There are two opposite but coordinate truths regarding the Holy Spirit and life change. First, if you don’t have the Spirit of God, you cannot be changed. A person can attend self-help groups, counseling sessions, read books, make resolutions or take medication. But total life change is only possible through the power of the Holy Spirit of God.

The prophet Ezekiel received a fantastic vision regarding Israel’s restoration after captivity in Babylon. He was transported “by the Spirit of the Lord” into a valley of dry bones (Ezekiel 37:1-2). In ancient times, armies stationed themselves in the hills and would descend into the valley to fight. Dry bones scattered across the valley floor were evidence of defeat and a long period of lifelessness. The Lord asked the prophet, “Son of man, can these bones live?” (v. 3). Humanly speaking, could he imagine the restoration of those who had been defeated? Ezekiel answered, “O Sovereign LORD, you alone know.” Only according to His sovereign will and power could God raise the dead. Then, the Lord commanded Ezekiel,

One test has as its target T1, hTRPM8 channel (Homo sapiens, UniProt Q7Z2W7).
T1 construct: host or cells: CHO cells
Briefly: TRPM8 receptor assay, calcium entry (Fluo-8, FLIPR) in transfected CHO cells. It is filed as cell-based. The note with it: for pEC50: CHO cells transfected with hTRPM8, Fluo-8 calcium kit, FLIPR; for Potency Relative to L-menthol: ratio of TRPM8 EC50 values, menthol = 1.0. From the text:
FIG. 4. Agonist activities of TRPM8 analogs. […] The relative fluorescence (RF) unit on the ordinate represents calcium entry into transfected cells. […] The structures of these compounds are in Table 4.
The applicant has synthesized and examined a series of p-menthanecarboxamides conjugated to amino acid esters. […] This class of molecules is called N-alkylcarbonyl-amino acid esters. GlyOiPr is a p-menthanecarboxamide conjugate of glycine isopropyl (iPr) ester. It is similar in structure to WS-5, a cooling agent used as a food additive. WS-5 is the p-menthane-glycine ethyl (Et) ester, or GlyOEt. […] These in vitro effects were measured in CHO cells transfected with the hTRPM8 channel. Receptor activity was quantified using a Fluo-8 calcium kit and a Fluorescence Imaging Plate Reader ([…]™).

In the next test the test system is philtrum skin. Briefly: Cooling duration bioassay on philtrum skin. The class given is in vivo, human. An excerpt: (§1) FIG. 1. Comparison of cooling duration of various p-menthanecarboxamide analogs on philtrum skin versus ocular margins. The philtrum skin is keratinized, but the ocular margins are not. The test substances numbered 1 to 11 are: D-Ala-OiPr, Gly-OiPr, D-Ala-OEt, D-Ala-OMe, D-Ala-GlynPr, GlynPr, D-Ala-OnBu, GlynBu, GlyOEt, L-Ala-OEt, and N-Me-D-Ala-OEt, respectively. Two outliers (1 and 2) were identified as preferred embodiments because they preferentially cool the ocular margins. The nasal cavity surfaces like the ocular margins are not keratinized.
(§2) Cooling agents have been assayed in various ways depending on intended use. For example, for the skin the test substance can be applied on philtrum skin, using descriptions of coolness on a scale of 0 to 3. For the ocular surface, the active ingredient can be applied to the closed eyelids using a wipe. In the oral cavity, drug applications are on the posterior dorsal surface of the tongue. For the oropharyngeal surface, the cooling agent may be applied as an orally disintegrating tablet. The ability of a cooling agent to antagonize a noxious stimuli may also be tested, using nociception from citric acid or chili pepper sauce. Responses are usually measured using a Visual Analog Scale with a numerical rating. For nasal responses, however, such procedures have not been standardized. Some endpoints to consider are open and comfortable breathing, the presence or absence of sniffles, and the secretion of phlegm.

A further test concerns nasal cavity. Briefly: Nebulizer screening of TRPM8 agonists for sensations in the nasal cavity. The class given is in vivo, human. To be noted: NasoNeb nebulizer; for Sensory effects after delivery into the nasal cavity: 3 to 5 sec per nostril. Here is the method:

Prophesy to these bones and say to them, ‘Dry bones, hear the word of the LORD! This is what the Sovereign LORD says to these bones: I will make breath enter you, and you will come to life. I will attach tendons to you and make flesh come upon you and cover you with skin; I will put breath in you, and you will come to life. Then you will know that I am the LORD.’ ” (Ezekiel 37:4-6)

So, the prophet obeyed and preached to the pile of lifeless bones, and soon something began to happen. Bones began to rattle. Muscle, tendon and flesh covered them and the reconstituted beings took the form of life, but “there was no breath in them” (v. 8). A human being without breath may look alive, but lack the fundamental animating power for life. A person without breath is said to be dead.

Next, the Lord commanded Ezekiel, “Prophesy to the breath; prophesy, son of man, and say to it, ‘This is what the Sovereign LORD says: Come from the four winds, O breath, and breathe into these slain, that they may live.’” (v. 9). So he preached and the lifeless beings stood up, a vast army of the Lord.